Are solar panels worth it in Georgia?

7 considerations in the Peach State

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view of one-story house with solar panels on roof

Solar panels are generally worth it if you like the idea of cheap, clean energy. The main drawback is the high upfront cost of purchasing and installing the equipment. On the bright side, once that’s paid for, solar panels can significantly reduce or even eliminate your electricity bills. For many Georgians, the long-term savings outweigh the upfront costs over time.


Key insights

In Georgia, a typical residential solar system costs $10,110 to $28,887, depending on the size of your system and what financial incentives you qualify for.

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On average, it takes solar panels approximately 10 years to pay for themselves in Georgia.

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Over 25 years, Georgia homeowners with solar panels avoid $57,429 in total utility costs on average.

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7 factors to consider before getting solar panels in Georgia

ConsumerAffairs has heard from thousands of solar customers who have already gone through the installation process, including several from Georgia. Here’s what to consider before making the switch:

  1. Solar panel installation costs
  2. Your energy consumption
  3. Georgia solar incentives
  4. Net metering buyback rates
  5. How long you stay in your house
  6. How you pay
  7. The solar company you hire

1. Solar panel installation costs: $10,000 to $30,000

Average solar panel costs in Georgia are comparable to the national average. Before the federal solar investment tax credit (ITC), a typical residential system ranges from $14,443 to $28,887. That price drops to $10,110 to $20,221 after considering the full 30% tax credit.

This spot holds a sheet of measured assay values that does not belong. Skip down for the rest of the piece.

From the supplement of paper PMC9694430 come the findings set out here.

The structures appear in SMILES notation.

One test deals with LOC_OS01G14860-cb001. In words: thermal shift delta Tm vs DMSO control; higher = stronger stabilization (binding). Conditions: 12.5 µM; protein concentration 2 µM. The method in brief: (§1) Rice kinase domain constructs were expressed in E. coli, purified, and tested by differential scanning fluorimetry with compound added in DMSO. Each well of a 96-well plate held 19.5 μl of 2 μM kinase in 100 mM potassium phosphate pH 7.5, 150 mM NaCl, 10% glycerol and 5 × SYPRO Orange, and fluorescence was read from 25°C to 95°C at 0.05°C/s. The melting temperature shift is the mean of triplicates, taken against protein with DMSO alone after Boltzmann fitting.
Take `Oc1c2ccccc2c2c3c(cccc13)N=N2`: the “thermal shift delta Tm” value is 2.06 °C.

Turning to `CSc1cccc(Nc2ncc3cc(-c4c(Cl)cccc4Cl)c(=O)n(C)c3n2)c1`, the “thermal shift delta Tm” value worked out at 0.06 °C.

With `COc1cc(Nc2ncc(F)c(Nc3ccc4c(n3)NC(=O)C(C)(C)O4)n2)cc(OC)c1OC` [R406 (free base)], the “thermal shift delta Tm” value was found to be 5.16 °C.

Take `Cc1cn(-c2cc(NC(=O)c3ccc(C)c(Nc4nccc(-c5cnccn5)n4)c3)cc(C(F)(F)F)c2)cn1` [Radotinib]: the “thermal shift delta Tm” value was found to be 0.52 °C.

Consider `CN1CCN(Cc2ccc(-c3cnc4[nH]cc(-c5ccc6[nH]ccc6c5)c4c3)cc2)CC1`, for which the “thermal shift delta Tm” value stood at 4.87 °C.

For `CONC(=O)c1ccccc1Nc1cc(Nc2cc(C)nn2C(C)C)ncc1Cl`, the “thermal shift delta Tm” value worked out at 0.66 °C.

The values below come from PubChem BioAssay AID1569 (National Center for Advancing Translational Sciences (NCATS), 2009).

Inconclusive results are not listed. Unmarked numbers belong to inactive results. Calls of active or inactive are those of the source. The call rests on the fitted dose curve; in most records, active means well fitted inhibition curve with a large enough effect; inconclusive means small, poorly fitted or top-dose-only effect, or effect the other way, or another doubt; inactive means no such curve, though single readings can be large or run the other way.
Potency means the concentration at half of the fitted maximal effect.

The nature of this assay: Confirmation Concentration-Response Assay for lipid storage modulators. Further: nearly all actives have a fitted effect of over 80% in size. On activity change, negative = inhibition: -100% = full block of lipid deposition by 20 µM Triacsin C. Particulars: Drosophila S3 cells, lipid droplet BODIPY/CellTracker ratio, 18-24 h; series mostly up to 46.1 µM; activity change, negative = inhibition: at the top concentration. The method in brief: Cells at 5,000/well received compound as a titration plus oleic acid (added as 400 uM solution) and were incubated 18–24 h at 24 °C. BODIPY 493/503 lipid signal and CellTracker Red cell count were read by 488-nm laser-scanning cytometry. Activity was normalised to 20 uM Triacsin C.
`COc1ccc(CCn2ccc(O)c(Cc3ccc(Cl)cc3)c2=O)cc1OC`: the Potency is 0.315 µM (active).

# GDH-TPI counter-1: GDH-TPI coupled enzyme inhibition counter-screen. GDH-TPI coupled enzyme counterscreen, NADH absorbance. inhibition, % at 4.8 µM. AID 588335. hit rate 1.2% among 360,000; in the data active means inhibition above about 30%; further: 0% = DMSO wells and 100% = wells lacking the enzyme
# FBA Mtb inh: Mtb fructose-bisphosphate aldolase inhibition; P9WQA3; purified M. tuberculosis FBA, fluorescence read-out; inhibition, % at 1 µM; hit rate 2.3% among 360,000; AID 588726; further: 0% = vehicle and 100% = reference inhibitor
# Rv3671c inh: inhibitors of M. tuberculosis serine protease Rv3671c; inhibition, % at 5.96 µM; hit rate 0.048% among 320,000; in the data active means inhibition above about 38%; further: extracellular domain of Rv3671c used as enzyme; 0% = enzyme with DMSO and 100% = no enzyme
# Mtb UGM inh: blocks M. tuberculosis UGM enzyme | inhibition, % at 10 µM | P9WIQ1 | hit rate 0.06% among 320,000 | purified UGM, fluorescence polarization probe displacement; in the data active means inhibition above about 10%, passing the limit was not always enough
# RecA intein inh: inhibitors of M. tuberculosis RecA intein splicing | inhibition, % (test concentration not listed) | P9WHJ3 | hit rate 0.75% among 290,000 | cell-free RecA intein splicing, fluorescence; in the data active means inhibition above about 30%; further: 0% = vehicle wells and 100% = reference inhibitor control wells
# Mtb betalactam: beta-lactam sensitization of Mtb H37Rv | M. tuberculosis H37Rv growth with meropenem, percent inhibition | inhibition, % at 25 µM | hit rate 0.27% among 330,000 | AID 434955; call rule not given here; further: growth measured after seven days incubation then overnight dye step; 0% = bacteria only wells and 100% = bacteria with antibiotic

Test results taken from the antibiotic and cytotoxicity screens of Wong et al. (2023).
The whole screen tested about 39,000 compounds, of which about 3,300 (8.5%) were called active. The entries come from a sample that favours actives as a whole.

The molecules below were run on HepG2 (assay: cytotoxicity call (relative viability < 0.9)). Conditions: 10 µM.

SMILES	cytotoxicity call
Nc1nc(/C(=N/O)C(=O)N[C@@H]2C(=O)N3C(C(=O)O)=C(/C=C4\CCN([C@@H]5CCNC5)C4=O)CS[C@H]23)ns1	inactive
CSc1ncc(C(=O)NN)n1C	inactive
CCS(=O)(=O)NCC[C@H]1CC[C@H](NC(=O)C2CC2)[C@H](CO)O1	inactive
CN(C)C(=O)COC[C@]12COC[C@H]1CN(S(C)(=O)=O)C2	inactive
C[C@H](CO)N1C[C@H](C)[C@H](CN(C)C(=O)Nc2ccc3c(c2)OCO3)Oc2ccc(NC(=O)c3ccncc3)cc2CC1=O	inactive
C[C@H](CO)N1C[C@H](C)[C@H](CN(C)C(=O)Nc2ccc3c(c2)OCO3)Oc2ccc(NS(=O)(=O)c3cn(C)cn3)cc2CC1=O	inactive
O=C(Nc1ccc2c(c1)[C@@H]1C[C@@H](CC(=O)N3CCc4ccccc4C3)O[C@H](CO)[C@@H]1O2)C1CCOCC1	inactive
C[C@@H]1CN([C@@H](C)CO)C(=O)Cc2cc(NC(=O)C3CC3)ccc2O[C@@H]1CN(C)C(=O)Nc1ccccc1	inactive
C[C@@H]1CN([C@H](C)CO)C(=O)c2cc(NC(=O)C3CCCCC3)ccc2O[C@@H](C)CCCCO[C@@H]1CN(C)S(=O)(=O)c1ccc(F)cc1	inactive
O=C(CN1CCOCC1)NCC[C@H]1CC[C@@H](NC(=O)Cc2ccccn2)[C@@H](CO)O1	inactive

Most installers set the price according to the system's wattage, with a typical cost between $2.50 and $5 per watt. “Cost per watt” is a little like looking at the price per square foot when you buy a house. It helps you compare the value of solar energy systems in different sizes. In Georgia, the average cost per watt is only $2.95.

Average solar panel installation cost by system size in Georgia

2. Your current energy consumption

Look at your latest utility bills to see how much electricity your house needs each month. This tells you what size and capacity your solar system needs to be. A typical Georgia household needs a 11.17 kW system to offset its electricity needs with solar energy. You might need a larger or smaller system, depending on your current energy consumption.

Once you know your current energy consumption, you can calculate your potential savings and the time it should take for your solar installation to pay for itself. In Georgia, solar panels usually pay for themselves within 10 years.

3. Georgia solar incentives: federal and state

The federal solar investment tax credit (ITC) is a major incentive that reduces the upfront cost of going solar in Georgia. The ITC provides a 30% tax credit on your total system costs, including equipment, labor and permits. It will drop to 26% in 2033 and 22% in 2034.

Don’t get confused: The ITC is a credit, meaning it directly decreases the amount of taxes you owe. For example, if you spend $10,000 installing a solar panel system, the ITC is worth $3,000. If you owe $15,000 in taxes, the ITC reduces what you owe to $12,000.

You may be able to take advantage of additional solar incentives in Georgia. For instance, Central Georgia Electric Membership Corporation has a loan program for up to $25,000, and a new program, Georgia Bright, aims to help low-income homeowners install solar on their roofs.

4. Net metering rates in Georgia: wholesale rate